aks, app-service, azure-monitor, storage, virtual-network, virtual-machines, private-link, templates
Create a Private AKS Cluster
This ARM template includes all the latest features like private AKS clusters, new simplified AKS-managed AAD integration, the brand new Azure RBAC for Kubernetes Authorization, actually in preview, and the use of managed identity in place of a service principal, and more.
The API server endpoint has no public IP address. To manage the API server, you will need to use a VM that has access to the AKS cluster's Azure Virtual Network (VNet). Therefore, the ARM template deploys a Jumpbox in the same virtual network that hosts the AKS private cluster. There are several options for establishing network connectivity to the private cluster.
- Create a VM in the same Azure Virtual Network (VNet) as the AKS cluster.
- Use a VM in a separate network and set up Virtual network peering. See the section below for more information on this option.
- Use an Express Route or VPN connection.
Creating a VM in the same VNET as the AKS cluster is the easiest option. Express Route and VPNs add costs and require additional networking complexity. Virtual network peering requires you to plan your network CIDR ranges to ensure there are no overlapping ranges. For more information, see Create a private Azure Kubernetes Service cluster. For more information on Azure Private Links, see What is Azure Private Link?.
The following picture shows the architecture and network topology of the sample.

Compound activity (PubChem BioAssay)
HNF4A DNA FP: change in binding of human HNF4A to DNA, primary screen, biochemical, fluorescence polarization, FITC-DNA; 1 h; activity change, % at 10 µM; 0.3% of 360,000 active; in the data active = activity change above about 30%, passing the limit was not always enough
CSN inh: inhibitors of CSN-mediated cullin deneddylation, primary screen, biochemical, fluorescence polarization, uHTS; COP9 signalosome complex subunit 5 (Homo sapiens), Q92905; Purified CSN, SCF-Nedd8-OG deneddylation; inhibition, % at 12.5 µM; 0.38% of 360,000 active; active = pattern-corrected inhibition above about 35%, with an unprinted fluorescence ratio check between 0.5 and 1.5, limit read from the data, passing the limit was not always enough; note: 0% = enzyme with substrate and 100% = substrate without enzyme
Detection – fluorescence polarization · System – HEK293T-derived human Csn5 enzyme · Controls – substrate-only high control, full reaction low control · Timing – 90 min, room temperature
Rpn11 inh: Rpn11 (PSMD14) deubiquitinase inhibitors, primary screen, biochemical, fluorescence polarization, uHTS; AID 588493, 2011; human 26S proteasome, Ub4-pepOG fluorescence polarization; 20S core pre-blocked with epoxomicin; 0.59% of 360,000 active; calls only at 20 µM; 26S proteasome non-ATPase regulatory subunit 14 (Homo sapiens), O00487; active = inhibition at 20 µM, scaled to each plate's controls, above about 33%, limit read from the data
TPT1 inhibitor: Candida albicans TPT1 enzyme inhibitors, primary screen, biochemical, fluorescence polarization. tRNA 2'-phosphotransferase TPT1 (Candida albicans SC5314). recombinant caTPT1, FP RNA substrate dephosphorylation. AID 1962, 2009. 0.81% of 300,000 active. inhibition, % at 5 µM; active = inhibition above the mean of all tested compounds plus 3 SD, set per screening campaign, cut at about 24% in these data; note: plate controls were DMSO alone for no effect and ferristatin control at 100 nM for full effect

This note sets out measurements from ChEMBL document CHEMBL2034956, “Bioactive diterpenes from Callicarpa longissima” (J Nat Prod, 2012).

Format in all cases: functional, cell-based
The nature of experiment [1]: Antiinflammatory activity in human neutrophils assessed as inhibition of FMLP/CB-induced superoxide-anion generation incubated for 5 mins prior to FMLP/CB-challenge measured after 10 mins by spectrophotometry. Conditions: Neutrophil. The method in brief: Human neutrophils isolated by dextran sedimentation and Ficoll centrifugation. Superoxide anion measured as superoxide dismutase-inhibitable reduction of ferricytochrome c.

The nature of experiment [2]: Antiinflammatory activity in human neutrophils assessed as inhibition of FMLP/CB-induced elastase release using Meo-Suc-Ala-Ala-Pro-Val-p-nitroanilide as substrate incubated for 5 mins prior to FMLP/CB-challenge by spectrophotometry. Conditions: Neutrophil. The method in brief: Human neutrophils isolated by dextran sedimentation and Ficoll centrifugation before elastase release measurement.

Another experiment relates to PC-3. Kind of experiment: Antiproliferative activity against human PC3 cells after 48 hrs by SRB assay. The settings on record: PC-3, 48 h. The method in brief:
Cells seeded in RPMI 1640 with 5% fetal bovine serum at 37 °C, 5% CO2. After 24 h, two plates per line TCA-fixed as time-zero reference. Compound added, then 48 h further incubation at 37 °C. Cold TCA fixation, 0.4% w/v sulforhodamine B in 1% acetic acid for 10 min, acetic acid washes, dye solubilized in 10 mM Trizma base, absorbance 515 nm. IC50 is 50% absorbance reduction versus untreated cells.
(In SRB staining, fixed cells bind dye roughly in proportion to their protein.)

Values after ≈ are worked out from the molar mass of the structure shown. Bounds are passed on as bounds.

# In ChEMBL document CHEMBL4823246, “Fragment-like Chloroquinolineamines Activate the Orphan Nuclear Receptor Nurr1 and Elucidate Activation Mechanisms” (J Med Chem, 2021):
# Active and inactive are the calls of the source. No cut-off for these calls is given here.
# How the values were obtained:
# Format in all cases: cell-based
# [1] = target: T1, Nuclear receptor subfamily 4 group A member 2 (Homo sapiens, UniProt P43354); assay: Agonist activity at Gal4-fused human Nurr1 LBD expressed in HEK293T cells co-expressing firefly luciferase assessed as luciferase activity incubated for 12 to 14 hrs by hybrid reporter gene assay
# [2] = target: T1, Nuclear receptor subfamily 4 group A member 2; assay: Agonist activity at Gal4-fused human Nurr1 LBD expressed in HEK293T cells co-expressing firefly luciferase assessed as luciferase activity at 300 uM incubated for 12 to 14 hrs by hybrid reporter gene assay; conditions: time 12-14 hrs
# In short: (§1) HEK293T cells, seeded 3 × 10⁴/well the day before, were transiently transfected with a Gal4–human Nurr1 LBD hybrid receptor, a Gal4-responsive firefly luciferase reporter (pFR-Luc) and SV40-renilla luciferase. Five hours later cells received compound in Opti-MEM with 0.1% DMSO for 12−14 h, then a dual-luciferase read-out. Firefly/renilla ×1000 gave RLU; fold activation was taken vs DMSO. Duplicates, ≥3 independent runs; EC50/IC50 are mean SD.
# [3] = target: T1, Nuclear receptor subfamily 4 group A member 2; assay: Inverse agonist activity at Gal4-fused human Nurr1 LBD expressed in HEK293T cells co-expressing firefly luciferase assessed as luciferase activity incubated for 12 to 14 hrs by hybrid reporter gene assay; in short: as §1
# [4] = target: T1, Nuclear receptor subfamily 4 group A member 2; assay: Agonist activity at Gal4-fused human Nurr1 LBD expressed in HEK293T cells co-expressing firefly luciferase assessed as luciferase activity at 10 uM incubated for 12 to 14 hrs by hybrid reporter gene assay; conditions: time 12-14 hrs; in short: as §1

The ARM template deploys:
- A new virtual network with three subnets, one for the AKS cluster, one for Azure Bastion and one for a Jumpbox virtual machine used to connect to the private AKS cluster
- An AKS cluster with a private endpoint to the control plane / API server hosted by an AKS-managed Azure subscription. The cluster can communicate with the API server exposed via a Private Link Service using a private endpoint.
- An Azure Bastion resource that provides secure and seamless SSH connectivity to the Jumpbox virtual machine directly in the Azure portal over SSL
- A Private Endpoint in the same subnet of the AKS cluster.
- A Network Interface associated to the private endpoint.
- A Private DNS Zone for the name resolution of the private endpoint.
- Two A records in the Private DNS Zone to let the cluster resolve the FQDN of the AKS cluster to the private IP address of its control plane.
- A Virtual Network Link between the virtual network hosting the cluster and the Private DNS Zone to let the cluster to use the CNAME and A records defined by the Private DNS Zone for the name resolution of the API server of the cluster.
- A Jumpbox virtual machine to manage the private AKS cluster
- A Log Analytics workspace to collect the diagnostics logs and metrics of both the AKS cluster and Jumpbox virtual machine
The following picture shows the resources deployed by the ARM template in the target resource group.
The following picture shows the resources deployed by the ARM template in the MC resource group associated to the AKS cluster:
If you open an ssh session to the Linux virtual machine and manually run the nslookup command using the FQND of the API server as a parameter, you should see an output like the the following:
In order to connect the AKS cluster, you can run th following Bash script on the Jumpbox virtual machine:
#!/bin/bash name="<name of the AKS cluster>" resourceGroup="<name of the AKS resource group>" # Install Azure CLI on Ubuntu curl -sL https://aka.ms/InstallAzureCLIDeb | sudo bash # Login with your Azure account az login # Install Kubectl sudo az aks install-cli # Use the following command to configure kubectl to connect to the new Kubernetes cluster echo "Getting access credentials configure kubectl to connect to the ["$aksName"] AKS cluster..." az aks get-credentials --name $name --resource-group $resourceGroup